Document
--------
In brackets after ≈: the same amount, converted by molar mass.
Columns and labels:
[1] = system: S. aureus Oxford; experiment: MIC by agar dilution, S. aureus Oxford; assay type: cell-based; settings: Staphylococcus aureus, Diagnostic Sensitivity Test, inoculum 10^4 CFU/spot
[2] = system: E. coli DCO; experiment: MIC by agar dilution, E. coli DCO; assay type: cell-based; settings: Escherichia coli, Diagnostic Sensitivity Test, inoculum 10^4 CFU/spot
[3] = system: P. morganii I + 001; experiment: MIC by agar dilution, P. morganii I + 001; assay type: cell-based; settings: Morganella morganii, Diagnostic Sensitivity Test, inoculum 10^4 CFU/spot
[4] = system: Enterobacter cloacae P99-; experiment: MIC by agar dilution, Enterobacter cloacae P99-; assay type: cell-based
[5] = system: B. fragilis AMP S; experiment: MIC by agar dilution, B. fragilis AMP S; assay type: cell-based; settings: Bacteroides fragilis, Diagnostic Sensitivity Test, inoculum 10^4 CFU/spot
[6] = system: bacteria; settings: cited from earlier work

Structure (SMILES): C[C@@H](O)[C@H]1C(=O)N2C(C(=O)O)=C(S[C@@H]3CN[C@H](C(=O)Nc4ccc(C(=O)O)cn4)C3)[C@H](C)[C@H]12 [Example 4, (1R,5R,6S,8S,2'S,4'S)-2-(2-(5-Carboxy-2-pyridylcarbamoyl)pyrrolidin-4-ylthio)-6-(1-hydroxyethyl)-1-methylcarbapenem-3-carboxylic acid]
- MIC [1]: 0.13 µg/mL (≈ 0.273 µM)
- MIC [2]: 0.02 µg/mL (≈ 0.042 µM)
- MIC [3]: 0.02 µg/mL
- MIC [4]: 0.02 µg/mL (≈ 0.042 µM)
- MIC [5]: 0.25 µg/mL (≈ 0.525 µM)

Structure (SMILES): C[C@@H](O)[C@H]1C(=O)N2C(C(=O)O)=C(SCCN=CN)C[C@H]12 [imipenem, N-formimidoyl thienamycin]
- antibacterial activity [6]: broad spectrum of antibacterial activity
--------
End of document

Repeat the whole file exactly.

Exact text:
In brackets after ≈: the same amount, converted by molar mass.
Columns and labels:
[1] = system: S. aureus Oxford; experiment: MIC by agar dilution, S. aureus Oxford; assay type: cell-based; settings: Staphylococcus aureus, Diagnostic Sensitivity Test, inoculum 10^4 CFU/spot
[2] = system: E. coli DCO; experiment: MIC by agar dilution, E. coli DCO; assay type: cell-based; settings: Escherichia coli, Diagnostic Sensitivity Test, inoculum 10^4 CFU/spot
[3] = system: P. morganii I + 001; experiment: MIC by agar dilution, P. morganii I + 001; assay type: cell-based; settings: Morganella morganii, Diagnostic Sensitivity Test, inoculum 10^4 CFU/spot
[4] = system: Enterobacter cloacae P99-; experiment: MIC by agar dilution, Enterobacter cloacae P99-; assay type: cell-based
[5] = system: B. fragilis AMP S; experiment: MIC by agar dilution, B. fragilis AMP S; assay type: cell-based; settings: Bacteroides fragilis, Diagnostic Sensitivity Test, inoculum 10^4 CFU/spot
[6] = system: bacteria; settings: cited from earlier work

Structure (SMILES): C[C@@H](O)[C@H]1C(=O)N2C(C(=O)O)=C(S[C@@H]3CN[C@H](C(=O)Nc4ccc(C(=O)O)cn4)C3)[C@H](C)[C@H]12 [Example 4, (1R,5R,6S,8S,2'S,4'S)-2-(2-(5-Carboxy-2-pyridylcarbamoyl)pyrrolidin-4-ylthio)-6-(1-hydroxyethyl)-1-methylcarbapenem-3-carboxylic acid]
- MIC [1]: 0.13 µg/mL (≈ 0.273 µM)
- MIC [2]: 0.02 µg/mL (≈ 0.042 µM)
- MIC [3]: 0.02 µg/mL
- MIC [4]: 0.02 µg/mL (≈ 0.042 µM)
- MIC [5]: 0.25 µg/mL (≈ 0.525 µM)

Structure (SMILES): C[C@@H](O)[C@H]1C(=O)N2C(C(=O)O)=C(SCCN=CN)C[C@H]12 [imipenem, N-formimidoyl thienamycin]
- antibacterial activity [6]: broad spectrum of antibacterial activity